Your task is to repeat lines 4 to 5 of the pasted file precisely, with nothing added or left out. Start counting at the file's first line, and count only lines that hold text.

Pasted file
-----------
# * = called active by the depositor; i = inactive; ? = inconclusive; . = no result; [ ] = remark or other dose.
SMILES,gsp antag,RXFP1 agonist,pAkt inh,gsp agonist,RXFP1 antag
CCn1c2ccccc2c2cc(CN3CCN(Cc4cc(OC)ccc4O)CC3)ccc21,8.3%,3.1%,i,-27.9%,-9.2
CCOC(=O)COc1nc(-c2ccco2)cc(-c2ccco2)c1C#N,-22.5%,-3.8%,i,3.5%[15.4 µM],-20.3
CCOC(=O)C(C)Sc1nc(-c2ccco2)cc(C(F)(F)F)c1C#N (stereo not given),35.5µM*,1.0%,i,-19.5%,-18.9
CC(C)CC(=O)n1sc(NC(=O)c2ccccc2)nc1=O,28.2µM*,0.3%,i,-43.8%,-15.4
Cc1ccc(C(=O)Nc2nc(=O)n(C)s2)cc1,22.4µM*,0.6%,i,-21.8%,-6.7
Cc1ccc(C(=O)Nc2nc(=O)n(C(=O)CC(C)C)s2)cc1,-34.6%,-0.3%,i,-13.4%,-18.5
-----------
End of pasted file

CCOC(=O)COc1nc(-c2ccco2)cc(-c2ccco2)c1C#N,-22.5%,-3.8%,i,3.5%[15.4 µM],-20.3
CCOC(=O)C(C)Sc1nc(-c2ccco2)cc(C(F)(F)F)c1C#N (stereo not given),35.5µM*,1.0%,i,-19.5%,-18.9